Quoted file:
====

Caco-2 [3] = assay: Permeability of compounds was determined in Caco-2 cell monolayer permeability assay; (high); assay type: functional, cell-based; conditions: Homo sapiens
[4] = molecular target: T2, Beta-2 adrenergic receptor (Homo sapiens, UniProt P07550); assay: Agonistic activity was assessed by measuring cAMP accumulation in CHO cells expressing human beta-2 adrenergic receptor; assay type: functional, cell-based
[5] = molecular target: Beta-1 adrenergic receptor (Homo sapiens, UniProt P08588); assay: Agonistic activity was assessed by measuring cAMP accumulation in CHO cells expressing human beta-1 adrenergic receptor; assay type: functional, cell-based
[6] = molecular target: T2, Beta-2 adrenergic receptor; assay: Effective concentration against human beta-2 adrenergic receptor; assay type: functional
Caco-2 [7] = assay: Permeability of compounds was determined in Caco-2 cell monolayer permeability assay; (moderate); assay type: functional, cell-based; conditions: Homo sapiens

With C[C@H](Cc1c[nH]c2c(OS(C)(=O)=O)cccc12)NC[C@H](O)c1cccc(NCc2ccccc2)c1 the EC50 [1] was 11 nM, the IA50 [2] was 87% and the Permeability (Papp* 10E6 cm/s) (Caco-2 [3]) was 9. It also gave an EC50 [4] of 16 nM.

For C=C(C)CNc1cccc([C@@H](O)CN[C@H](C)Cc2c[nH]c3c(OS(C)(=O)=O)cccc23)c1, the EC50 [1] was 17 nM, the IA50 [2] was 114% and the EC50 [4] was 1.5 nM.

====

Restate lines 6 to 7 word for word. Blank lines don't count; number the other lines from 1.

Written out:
With C[C@H](Cc1c[nH]c2c(OS(C)(=O)=O)cccc12)NC[C@H](O)c1cccc(NCc2ccccc2)c1 the EC50 [1] was 11 nM, the IA50 [2] was 87% and the Permeability (Papp* 10E6 cm/s) (Caco-2 [3]) was 9. It also gave an EC50 [4] of 16 nM.

For C=C(C)CNc1cccc([C@@H](O)CN[C@H](C)Cc2c[nH]c3c(OS(C)(=O)=O)cccc23)c1, the EC50 [1] was 17 nM, the IA50 [2] was 114% and the EC50 [4] was 1.5 nM.